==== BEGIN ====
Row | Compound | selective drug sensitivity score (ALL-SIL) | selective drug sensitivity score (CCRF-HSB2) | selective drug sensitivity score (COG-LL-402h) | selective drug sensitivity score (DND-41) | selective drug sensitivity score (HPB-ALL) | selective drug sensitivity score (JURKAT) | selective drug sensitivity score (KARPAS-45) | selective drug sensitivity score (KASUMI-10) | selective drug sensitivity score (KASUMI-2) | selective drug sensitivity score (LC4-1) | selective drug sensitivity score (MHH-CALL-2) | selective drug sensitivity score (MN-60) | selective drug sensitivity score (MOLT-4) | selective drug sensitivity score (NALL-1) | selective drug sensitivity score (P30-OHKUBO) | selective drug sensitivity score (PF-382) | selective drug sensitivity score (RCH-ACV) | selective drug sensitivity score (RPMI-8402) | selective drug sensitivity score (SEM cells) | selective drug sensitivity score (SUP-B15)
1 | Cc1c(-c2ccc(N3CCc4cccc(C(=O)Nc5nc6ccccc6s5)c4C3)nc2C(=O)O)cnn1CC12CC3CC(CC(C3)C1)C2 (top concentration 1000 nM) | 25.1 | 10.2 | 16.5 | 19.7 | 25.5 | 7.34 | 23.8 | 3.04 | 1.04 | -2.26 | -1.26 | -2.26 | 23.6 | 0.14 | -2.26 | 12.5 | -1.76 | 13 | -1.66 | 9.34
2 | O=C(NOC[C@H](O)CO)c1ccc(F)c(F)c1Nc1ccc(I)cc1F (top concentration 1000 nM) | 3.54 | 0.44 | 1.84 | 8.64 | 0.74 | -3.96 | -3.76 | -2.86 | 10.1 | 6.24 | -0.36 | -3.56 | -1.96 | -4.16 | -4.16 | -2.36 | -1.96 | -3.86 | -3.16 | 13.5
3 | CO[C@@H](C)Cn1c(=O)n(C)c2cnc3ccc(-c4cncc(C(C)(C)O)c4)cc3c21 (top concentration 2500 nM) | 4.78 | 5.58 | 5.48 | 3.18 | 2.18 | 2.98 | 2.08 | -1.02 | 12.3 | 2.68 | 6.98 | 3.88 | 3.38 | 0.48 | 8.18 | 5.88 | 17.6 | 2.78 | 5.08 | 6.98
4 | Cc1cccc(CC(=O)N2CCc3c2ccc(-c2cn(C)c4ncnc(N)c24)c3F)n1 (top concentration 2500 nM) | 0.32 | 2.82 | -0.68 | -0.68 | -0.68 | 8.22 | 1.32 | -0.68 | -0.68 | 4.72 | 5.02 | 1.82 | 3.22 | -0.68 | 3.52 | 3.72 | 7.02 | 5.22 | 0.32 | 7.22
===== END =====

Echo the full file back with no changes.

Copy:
Row | Compound | selective drug sensitivity score (ALL-SIL) | selective drug sensitivity score (CCRF-HSB2) | selective drug sensitivity score (COG-LL-402h) | selective drug sensitivity score (DND-41) | selective drug sensitivity score (HPB-ALL) | selective drug sensitivity score (JURKAT) | selective drug sensitivity score (KARPAS-45) | selective drug sensitivity score (KASUMI-10) | selective drug sensitivity score (KASUMI-2) | selective drug sensitivity score (LC4-1) | selective drug sensitivity score (MHH-CALL-2) | selective drug sensitivity score (MN-60) | selective drug sensitivity score (MOLT-4) | selective drug sensitivity score (NALL-1) | selective drug sensitivity score (P30-OHKUBO) | selective drug sensitivity score (PF-382) | selective drug sensitivity score (RCH-ACV) | selective drug sensitivity score (RPMI-8402) | selective drug sensitivity score (SEM cells) | selective drug sensitivity score (SUP-B15)
1 | Cc1c(-c2ccc(N3CCc4cccc(C(=O)Nc5nc6ccccc6s5)c4C3)nc2C(=O)O)cnn1CC12CC3CC(CC(C3)C1)C2 (top concentration 1000 nM) | 25.1 | 10.2 | 16.5 | 19.7 | 25.5 | 7.34 | 23.8 | 3.04 | 1.04 | -2.26 | -1.26 | -2.26 | 23.6 | 0.14 | -2.26 | 12.5 | -1.76 | 13 | -1.66 | 9.34
2 | O=C(NOC[C@H](O)CO)c1ccc(F)c(F)c1Nc1ccc(I)cc1F (top concentration 1000 nM) | 3.54 | 0.44 | 1.84 | 8.64 | 0.74 | -3.96 | -3.76 | -2.86 | 10.1 | 6.24 | -0.36 | -3.56 | -1.96 | -4.16 | -4.16 | -2.36 | -1.96 | -3.86 | -3.16 | 13.5
3 | CO[C@@H](C)Cn1c(=O)n(C)c2cnc3ccc(-c4cncc(C(C)(C)O)c4)cc3c21 (top concentration 2500 nM) | 4.78 | 5.58 | 5.48 | 3.18 | 2.18 | 2.98 | 2.08 | -1.02 | 12.3 | 2.68 | 6.98 | 3.88 | 3.38 | 0.48 | 8.18 | 5.88 | 17.6 | 2.78 | 5.08 | 6.98
4 | Cc1cccc(CC(=O)N2CCc3c2ccc(-c2cn(C)c4ncnc(N)c24)c3F)n1 (top concentration 2500 nM) | 0.32 | 2.82 | -0.68 | -0.68 | -0.68 | 8.22 | 1.32 | -0.68 | -0.68 | 4.72 | 5.02 | 1.82 | 3.22 | -0.68 | 3.52 | 3.72 | 7.02 | 5.22 | 0.32 | 7.22